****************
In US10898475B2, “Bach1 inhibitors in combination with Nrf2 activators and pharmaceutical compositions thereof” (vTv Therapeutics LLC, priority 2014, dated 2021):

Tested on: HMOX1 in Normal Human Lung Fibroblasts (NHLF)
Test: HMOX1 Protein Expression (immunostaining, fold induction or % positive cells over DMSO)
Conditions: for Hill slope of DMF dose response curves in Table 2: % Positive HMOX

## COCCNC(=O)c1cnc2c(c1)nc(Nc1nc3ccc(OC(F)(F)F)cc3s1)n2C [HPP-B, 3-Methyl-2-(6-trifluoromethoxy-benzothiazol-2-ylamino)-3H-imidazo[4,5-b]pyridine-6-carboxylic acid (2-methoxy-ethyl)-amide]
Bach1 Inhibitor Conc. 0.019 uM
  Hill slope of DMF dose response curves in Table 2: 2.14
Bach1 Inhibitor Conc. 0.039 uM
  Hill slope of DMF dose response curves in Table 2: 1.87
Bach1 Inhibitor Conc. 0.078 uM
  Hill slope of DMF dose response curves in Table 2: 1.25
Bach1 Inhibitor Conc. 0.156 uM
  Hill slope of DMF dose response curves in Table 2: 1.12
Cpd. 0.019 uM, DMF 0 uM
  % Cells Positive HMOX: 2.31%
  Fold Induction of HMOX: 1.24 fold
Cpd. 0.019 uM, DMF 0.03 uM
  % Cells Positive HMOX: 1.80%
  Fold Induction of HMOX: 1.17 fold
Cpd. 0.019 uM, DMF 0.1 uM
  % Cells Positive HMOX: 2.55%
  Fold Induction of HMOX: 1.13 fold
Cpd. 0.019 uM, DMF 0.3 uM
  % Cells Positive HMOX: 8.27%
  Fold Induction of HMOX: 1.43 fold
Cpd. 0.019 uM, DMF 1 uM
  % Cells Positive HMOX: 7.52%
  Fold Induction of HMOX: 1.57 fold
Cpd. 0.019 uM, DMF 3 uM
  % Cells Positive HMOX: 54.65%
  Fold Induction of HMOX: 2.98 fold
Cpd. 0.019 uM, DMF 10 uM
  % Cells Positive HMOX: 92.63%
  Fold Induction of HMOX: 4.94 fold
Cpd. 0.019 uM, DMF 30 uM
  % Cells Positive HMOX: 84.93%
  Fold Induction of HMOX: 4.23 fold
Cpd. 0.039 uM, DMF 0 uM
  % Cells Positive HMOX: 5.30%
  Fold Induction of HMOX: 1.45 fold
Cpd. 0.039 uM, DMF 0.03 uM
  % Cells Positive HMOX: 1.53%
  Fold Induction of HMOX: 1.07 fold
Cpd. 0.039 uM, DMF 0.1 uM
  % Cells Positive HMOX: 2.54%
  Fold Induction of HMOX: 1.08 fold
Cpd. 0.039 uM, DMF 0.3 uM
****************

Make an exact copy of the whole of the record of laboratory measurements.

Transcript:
In US10898475B2, “Bach1 inhibitors in combination with Nrf2 activators and pharmaceutical compositions thereof” (vTv Therapeutics LLC, priority 2014, dated 2021):

Tested on: HMOX1 in Normal Human Lung Fibroblasts (NHLF)
Test: HMOX1 Protein Expression (immunostaining, fold induction or % positive cells over DMSO)
Conditions: for Hill slope of DMF dose response curves in Table 2: % Positive HMOX

## COCCNC(=O)c1cnc2c(c1)nc(Nc1nc3ccc(OC(F)(F)F)cc3s1)n2C [HPP-B, 3-Methyl-2-(6-trifluoromethoxy-benzothiazol-2-ylamino)-3H-imidazo[4,5-b]pyridine-6-carboxylic acid (2-methoxy-ethyl)-amide]
Bach1 Inhibitor Conc. 0.019 uM
  Hill slope of DMF dose response curves in Table 2: 2.14
Bach1 Inhibitor Conc. 0.039 uM
  Hill slope of DMF dose response curves in Table 2: 1.87
Bach1 Inhibitor Conc. 0.078 uM
  Hill slope of DMF dose response curves in Table 2: 1.25
Bach1 Inhibitor Conc. 0.156 uM
  Hill slope of DMF dose response curves in Table 2: 1.12
Cpd. 0.019 uM, DMF 0 uM
  % Cells Positive HMOX: 2.31%
  Fold Induction of HMOX: 1.24 fold
Cpd. 0.019 uM, DMF 0.03 uM
  % Cells Positive HMOX: 1.80%
  Fold Induction of HMOX: 1.17 fold
Cpd. 0.019 uM, DMF 0.1 uM
  % Cells Positive HMOX: 2.55%
  Fold Induction of HMOX: 1.13 fold
Cpd. 0.019 uM, DMF 0.3 uM
  % Cells Positive HMOX: 8.27%
  Fold Induction of HMOX: 1.43 fold
Cpd. 0.019 uM, DMF 1 uM
  % Cells Positive HMOX: 7.52%
  Fold Induction of HMOX: 1.57 fold
Cpd. 0.019 uM, DMF 3 uM
  % Cells Positive HMOX: 54.65%
  Fold Induction of HMOX: 2.98 fold
Cpd. 0.019 uM, DMF 10 uM
  % Cells Positive HMOX: 92.63%
  Fold Induction of HMOX: 4.94 fold
Cpd. 0.019 uM, DMF 30 uM
  % Cells Positive HMOX: 84.93%
  Fold Induction of HMOX: 4.23 fold
Cpd. 0.039 uM, DMF 0 uM
  % Cells Positive HMOX: 5.30%
  Fold Induction of HMOX: 1.45 fold
Cpd. 0.039 uM, DMF 0.03 uM
  % Cells Positive HMOX: 1.53%
  Fold Induction of HMOX: 1.07 fold
Cpd. 0.039 uM, DMF 0.1 uM
  % Cells Positive HMOX: 2.54%
  Fold Induction of HMOX: 1.08 fold
Cpd. 0.039 uM, DMF 0.3 uM